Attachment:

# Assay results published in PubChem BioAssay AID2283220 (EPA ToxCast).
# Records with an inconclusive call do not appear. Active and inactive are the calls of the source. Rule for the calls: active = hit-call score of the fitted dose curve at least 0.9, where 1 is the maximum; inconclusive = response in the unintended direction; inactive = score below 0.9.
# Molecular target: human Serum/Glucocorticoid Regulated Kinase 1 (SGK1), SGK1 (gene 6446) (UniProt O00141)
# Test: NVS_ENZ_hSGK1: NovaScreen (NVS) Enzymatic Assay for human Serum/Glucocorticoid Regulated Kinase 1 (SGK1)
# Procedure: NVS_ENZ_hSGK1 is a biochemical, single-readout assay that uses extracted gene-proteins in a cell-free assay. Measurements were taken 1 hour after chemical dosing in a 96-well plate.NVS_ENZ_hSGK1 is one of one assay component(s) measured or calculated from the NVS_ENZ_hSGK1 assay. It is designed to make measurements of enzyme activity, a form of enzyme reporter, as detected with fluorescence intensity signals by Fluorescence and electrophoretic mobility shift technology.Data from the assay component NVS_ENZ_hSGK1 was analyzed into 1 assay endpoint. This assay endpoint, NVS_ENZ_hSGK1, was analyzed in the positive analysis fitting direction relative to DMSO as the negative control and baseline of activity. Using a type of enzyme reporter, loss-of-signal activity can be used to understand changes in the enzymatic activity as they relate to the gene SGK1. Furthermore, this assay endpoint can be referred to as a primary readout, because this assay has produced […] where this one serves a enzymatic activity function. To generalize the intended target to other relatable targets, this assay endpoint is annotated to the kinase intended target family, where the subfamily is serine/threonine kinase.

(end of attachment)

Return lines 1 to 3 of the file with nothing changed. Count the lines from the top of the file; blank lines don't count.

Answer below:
# Assay results published in PubChem BioAssay AID2283220 (EPA ToxCast).
# Records with an inconclusive call do not appear. Active and inactive are the calls of the source. Rule for the calls: active = hit-call score of the fitted dose curve at least 0.9, where 1 is the maximum; inconclusive = response in the unintended direction; inactive = score below 0.9.
# Molecular target: human Serum/Glucocorticoid Regulated Kinase 1 (SGK1), SGK1 (gene 6446) (UniProt O00141)